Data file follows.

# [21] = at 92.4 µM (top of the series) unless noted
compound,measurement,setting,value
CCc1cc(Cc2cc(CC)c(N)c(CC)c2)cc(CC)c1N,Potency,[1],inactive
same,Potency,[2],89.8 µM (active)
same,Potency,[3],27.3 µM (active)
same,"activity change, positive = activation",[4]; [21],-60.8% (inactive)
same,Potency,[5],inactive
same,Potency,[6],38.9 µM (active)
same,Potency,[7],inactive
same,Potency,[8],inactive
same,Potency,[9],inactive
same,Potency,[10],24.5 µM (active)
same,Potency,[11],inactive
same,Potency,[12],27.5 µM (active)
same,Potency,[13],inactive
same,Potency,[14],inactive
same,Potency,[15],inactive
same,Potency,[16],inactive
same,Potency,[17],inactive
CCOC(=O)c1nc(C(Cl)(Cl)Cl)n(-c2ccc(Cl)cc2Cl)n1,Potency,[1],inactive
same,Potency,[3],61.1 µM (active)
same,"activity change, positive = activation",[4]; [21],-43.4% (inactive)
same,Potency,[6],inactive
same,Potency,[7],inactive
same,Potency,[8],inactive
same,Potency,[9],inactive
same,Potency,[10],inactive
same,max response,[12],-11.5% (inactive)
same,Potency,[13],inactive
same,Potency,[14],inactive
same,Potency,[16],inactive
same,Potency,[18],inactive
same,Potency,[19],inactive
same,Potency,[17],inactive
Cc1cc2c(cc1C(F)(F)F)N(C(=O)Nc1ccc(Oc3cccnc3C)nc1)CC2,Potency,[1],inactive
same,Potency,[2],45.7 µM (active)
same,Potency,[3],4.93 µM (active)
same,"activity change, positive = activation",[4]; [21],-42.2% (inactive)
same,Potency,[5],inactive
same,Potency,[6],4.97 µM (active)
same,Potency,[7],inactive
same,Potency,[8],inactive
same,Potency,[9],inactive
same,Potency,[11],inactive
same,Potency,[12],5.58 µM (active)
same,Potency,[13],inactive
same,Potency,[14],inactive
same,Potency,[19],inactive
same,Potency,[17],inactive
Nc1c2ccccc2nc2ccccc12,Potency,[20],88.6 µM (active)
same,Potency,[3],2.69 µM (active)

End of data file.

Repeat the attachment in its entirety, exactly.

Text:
# [21] = at 92.4 µM (top of the series) unless noted
compound,measurement,setting,value
CCc1cc(Cc2cc(CC)c(N)c(CC)c2)cc(CC)c1N,Potency,[1],inactive
same,Potency,[2],89.8 µM (active)
same,Potency,[3],27.3 µM (active)
same,"activity change, positive = activation",[4]; [21],-60.8% (inactive)
same,Potency,[5],inactive
same,Potency,[6],38.9 µM (active)
same,Potency,[7],inactive
same,Potency,[8],inactive
same,Potency,[9],inactive
same,Potency,[10],24.5 µM (active)
same,Potency,[11],inactive
same,Potency,[12],27.5 µM (active)
same,Potency,[13],inactive
same,Potency,[14],inactive
same,Potency,[15],inactive
same,Potency,[16],inactive
same,Potency,[17],inactive
CCOC(=O)c1nc(C(Cl)(Cl)Cl)n(-c2ccc(Cl)cc2Cl)n1,Potency,[1],inactive
same,Potency,[3],61.1 µM (active)
same,"activity change, positive = activation",[4]; [21],-43.4% (inactive)
same,Potency,[6],inactive
same,Potency,[7],inactive
same,Potency,[8],inactive
same,Potency,[9],inactive
same,Potency,[10],inactive
same,max response,[12],-11.5% (inactive)
same,Potency,[13],inactive
same,Potency,[14],inactive
same,Potency,[16],inactive
same,Potency,[18],inactive
same,Potency,[19],inactive
same,Potency,[17],inactive
Cc1cc2c(cc1C(F)(F)F)N(C(=O)Nc1ccc(Oc3cccnc3C)nc1)CC2,Potency,[1],inactive
same,Potency,[2],45.7 µM (active)
same,Potency,[3],4.93 µM (active)
same,"activity change, positive = activation",[4]; [21],-42.2% (inactive)
same,Potency,[5],inactive
same,Potency,[6],4.97 µM (active)
same,Potency,[7],inactive
same,Potency,[8],inactive
same,Potency,[9],inactive
same,Potency,[11],inactive
same,Potency,[12],5.58 µM (active)
same,Potency,[13],inactive
same,Potency,[14],inactive
same,Potency,[19],inactive
same,Potency,[17],inactive
Nc1c2ccccc2nc2ccccc12,Potency,[20],88.6 µM (active)
same,Potency,[3],2.69 µM (active)